SALT LAKE CITY — The Kobe Bryant Farewell Tour stopped Saturday night at Vivint Arena, where scores of yellow or purple Lakers’ jerseys dotted the arena, most featuring the numbers 8 and 24 — the two numbers Bryant has worn during his 19-year NBA career.
A sold-out crowd along with the largest media contingent in years was on hand to witness what may be the final time Kobe plays in Salt Lake City. We say may because the Lakers are scheduled to make one more appearance at Vivint Arena, on March 28. But considering how little Bryant has played here the past few years (never since January 2013, due to injuries) and how he’s already missed several games with various ailments this year, this might have been the last time for Bryant in SLC.
Bryant has been coming to town for nearly 20 years, since Dec. 4, 1996, to be exact. In that game, the Lakers were crushed by Karl Malone & Co., 101-75, a night in which Bryant scored just eight points on 2-of-6 shooting in 13 minutes off the bench.
Bryant’s numbers Saturday weren’t much different from 1996 as he finished with five points on 2-of-8 shooting in almost 15 minutes of action. Bryant played much of the first half, but didn’t return for the second half because of a sore Achilles tendon. Also: the Jazz were already up by 24 points.
“I just hammed it pretty good and couldn’t shake it loose,” he said after the game.
In the pre-game introductions, Bryant was the first Laker player announced and got a mix of cheers and boos, with the cheers winning out.
Early on, Bryant was booed by part of the crowd every time he touched the ball, but that diminished as the game went on. Bryant missed his first three shots and got a lot of cheers when he scored his first points of the game on a technical free throw after a defensive 3-seconds call against the Jazz midway through the first quarter.
After being out for several minutes, Bryant hit a couple of shots early in the second quarter, a 15-footer from the right angle and a vintage Kobe fadeaway from the left baseline, both of which drew cheers from the Vivint Arena crowd. But after leaving at the 2:49 mark, he never returned.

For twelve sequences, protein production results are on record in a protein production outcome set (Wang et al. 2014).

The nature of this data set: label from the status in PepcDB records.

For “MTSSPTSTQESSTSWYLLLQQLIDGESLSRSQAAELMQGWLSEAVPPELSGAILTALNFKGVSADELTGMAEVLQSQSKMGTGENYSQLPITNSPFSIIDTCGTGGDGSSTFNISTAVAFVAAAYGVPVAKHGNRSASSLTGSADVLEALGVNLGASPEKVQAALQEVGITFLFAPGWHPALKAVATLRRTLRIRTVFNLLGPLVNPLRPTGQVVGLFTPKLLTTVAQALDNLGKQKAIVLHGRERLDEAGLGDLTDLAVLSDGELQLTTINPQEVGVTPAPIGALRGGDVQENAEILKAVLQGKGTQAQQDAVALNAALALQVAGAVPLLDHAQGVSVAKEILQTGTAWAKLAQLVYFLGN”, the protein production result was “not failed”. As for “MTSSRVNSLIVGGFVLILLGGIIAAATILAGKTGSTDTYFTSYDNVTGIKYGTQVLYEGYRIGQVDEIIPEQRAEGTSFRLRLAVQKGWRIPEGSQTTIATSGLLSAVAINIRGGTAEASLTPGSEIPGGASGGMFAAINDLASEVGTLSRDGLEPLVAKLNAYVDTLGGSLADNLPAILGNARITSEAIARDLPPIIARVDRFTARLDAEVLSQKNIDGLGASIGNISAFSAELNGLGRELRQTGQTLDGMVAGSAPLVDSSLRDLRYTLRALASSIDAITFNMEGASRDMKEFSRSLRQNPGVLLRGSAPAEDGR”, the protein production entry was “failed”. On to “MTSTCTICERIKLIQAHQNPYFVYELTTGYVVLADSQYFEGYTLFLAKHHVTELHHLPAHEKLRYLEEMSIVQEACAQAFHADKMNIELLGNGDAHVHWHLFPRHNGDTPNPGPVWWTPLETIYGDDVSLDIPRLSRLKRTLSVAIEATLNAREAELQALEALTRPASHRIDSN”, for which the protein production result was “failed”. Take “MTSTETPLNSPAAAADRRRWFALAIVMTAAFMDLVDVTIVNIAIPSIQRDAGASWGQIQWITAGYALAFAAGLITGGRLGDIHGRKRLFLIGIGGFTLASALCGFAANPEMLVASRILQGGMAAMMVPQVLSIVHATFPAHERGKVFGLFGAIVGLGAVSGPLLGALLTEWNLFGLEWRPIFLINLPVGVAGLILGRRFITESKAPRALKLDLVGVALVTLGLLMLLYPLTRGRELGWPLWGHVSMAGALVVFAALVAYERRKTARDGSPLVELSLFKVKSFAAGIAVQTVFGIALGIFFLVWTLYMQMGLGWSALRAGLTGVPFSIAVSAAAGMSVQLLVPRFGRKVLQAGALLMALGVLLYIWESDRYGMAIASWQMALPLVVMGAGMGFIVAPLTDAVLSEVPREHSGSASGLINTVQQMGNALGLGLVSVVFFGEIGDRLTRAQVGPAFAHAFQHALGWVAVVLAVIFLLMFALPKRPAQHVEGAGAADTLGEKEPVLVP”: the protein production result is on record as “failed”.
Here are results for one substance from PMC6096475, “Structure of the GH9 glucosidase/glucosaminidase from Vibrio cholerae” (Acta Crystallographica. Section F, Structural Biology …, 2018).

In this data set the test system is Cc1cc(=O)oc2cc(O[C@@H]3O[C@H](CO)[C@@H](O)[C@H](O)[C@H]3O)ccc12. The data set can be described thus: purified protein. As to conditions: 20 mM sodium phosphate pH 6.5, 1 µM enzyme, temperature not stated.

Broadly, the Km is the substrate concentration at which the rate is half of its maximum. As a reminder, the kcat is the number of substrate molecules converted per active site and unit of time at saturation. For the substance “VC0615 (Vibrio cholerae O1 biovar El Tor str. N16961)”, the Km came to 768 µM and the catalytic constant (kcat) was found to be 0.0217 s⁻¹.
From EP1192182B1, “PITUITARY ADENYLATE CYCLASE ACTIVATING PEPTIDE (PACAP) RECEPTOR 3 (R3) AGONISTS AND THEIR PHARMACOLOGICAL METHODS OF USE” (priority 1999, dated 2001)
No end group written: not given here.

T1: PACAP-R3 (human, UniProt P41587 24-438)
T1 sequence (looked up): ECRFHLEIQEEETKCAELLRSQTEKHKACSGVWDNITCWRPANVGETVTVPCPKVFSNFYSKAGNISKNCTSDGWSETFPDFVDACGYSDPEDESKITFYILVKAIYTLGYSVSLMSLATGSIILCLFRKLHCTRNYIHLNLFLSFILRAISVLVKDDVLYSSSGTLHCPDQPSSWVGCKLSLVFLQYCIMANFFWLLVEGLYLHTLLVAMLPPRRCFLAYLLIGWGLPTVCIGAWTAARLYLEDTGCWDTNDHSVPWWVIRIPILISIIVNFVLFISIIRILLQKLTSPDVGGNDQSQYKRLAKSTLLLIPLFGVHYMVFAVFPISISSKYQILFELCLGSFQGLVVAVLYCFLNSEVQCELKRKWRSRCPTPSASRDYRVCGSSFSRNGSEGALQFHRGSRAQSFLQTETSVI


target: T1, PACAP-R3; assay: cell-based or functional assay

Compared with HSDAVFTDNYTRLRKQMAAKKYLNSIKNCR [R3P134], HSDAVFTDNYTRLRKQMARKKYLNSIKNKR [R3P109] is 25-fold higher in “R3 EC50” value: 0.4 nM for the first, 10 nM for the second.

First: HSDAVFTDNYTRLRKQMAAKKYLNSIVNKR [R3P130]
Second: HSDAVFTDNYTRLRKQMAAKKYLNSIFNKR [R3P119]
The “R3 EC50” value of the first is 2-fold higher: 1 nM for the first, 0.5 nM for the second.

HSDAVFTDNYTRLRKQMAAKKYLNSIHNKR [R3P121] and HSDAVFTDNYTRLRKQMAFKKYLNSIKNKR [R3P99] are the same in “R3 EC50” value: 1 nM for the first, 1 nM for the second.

Before the game Bryant spoke to the large media group and said he has “a lot of memories” of coming to Utah, including the famous “air-balls” in the final minutes and overtime (four in all) of the 1997 playoff game against Stockton and Malone and winning three playoff series a decade later against the Deron Williams-led Jazz.
He also has vivid memories of the crowds in Utah, which often have not been the nicest crowds he’s faced in his career, as he acknowledged before Saturday’s game.
“Yeah, they were really tough on me, more so than other crowds,” he said with a laugh. “They were tough — from signs, to literally yelling right in my ear while I was taking the ball out.”
Bryant recalled a time when the crowd especially got to him.
“It was ’08 in the playoffs and I just kind of erupted after a play and started talking back to the crowd,” he recalled. However, he holds no grudges toward the Jazz faithful.
“That being said, it’s fond memories, truly,” he said. “That’s what sports should be, I think, that kind of bantering and that kind of competition. So I’ve always loved playing here because of that.”
As for Saturday night’s crowd, he said, “It was awesome. I look forward to coming back here next time.”
Bryant was very candid in talking about how much tougher it is for him to play at age 37 after a couple of seasons with major injuries to his shoulder and Achilles tendon.
“It’s strange — if I could describe it, you don’t have the energy in the legs like you once had, the explosiveness, the continual motor,” he said. “Those things I’ve always taken for granted. I can run all day, but the legs don’t have the same amount of energy so you have to figure other things out.”
Utah Jazz coach Quin Snyder spent a season coaching Bryant while an assistant for the Lakers during the 2011-12 season and plans on staying in touch after his retirement.
“I enjoyed initially just talking basketball with him,” Snyder said. “Really from there the things that I remember more were conversations about other things. The conversations went from old movies to Paul Newman, racing cars, Formula One and who knows where else. It was good to kind of break away and talk about life beyond basketball without outlining it and saying ‘hey we are about to talk about life.’ ”
“We were extremely close the year he was coaching for us and we would talk daily,” said Bryant. “l always knew he had a really bright basketball mind so I’m really glad to see the success that he’s having and I think it’s just the beginning for him.”
When asked what he’d do when he retired later this year, whether it be team ownership, coaching or broadcasting, Bryant said none of the above, although he didn’t say what he’d do.
“Ownership, in terms of being there day-to-day, or coaching or things of that sort don’t interest me, I just don’t have a passion for it, or broadcasting for that matter I don’t have a passion for it.”
Bryant also said he won’t come out of retirement to play in the Summer Olympics in Rio de Janeiro in August.
“When I say it’s my last game, it’s going to be my last game — I’m going to retire,” he said. “Then that’s it. It’s not like I’m going to walk off the stage, and say, ‘hold on one second.’ I think it’s pretty sweet to have the final game be in a Laker uniform.”
Assuming he stays healthy, that “final game” will be against the Jazz on April 13 in Los Angeles. And there might be one more Kobe farewell game in Salt Lake on March 28 when the Lakers come to town again.